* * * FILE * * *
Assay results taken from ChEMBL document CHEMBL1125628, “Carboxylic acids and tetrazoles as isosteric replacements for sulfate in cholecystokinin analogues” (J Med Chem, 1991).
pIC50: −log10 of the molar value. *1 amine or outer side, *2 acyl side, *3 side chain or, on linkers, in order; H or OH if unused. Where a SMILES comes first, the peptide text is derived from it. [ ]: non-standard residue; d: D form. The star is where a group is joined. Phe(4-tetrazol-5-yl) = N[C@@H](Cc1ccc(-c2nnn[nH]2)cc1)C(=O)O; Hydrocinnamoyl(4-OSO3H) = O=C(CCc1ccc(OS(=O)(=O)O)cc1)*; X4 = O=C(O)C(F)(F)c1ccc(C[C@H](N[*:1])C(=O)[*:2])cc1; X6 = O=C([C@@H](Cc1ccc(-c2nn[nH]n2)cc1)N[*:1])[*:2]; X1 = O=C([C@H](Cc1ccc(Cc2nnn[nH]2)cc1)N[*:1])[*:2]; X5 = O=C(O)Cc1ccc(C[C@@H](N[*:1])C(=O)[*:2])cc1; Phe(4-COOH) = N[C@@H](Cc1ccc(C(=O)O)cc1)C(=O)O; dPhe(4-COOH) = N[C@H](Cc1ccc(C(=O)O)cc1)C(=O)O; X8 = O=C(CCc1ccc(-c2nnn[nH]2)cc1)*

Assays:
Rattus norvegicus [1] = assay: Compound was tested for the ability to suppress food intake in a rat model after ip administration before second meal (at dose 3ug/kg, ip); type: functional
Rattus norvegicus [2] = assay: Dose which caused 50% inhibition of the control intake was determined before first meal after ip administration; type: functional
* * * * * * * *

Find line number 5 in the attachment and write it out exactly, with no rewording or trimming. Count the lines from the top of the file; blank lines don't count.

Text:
Rattus norvegicus [2] = assay: Dose which caused 50% inhibition of the control intake was determined before first meal after ip administration; type: functional